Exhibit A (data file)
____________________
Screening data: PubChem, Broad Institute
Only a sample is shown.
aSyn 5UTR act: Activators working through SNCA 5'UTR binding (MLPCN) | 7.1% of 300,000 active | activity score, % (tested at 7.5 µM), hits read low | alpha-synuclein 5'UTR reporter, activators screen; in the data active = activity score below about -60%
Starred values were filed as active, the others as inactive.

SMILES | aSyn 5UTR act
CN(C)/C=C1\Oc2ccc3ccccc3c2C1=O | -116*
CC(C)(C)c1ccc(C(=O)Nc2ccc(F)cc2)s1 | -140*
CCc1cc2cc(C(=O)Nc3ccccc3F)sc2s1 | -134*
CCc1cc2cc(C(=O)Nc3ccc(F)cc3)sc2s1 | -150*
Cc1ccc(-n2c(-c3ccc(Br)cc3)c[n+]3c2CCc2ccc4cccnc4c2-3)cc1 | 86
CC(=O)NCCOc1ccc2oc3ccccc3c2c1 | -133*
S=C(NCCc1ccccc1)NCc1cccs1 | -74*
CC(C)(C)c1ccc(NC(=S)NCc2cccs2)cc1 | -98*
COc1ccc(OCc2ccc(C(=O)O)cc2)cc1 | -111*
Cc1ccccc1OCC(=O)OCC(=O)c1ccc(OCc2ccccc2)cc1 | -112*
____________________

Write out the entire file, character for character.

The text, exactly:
Screening data: PubChem, Broad Institute
Only a sample is shown.
aSyn 5UTR act: Activators working through SNCA 5'UTR binding (MLPCN) | 7.1% of 300,000 active | activity score, % (tested at 7.5 µM), hits read low | alpha-synuclein 5'UTR reporter, activators screen; in the data active = activity score below about -60%
Starred values were filed as active, the others as inactive.

SMILES | aSyn 5UTR act
CN(C)/C=C1\Oc2ccc3ccccc3c2C1=O | -116*
CC(C)(C)c1ccc(C(=O)Nc2ccc(F)cc2)s1 | -140*
CCc1cc2cc(C(=O)Nc3ccccc3F)sc2s1 | -134*
CCc1cc2cc(C(=O)Nc3ccc(F)cc3)sc2s1 | -150*
Cc1ccc(-n2c(-c3ccc(Br)cc3)c[n+]3c2CCc2ccc4cccnc4c2-3)cc1 | 86
CC(=O)NCCOc1ccc2oc3ccccc3c2c1 | -133*
S=C(NCCc1ccccc1)NCc1cccs1 | -74*
CC(C)(C)c1ccc(NC(=S)NCc2cccs2)cc1 | -98*
COc1ccc(OCc2ccc(C(=O)O)cc2)cc1 | -111*
Cc1ccccc1OCC(=O)OCC(=O)c1ccc(OCc2ccccc2)cc1 | -112*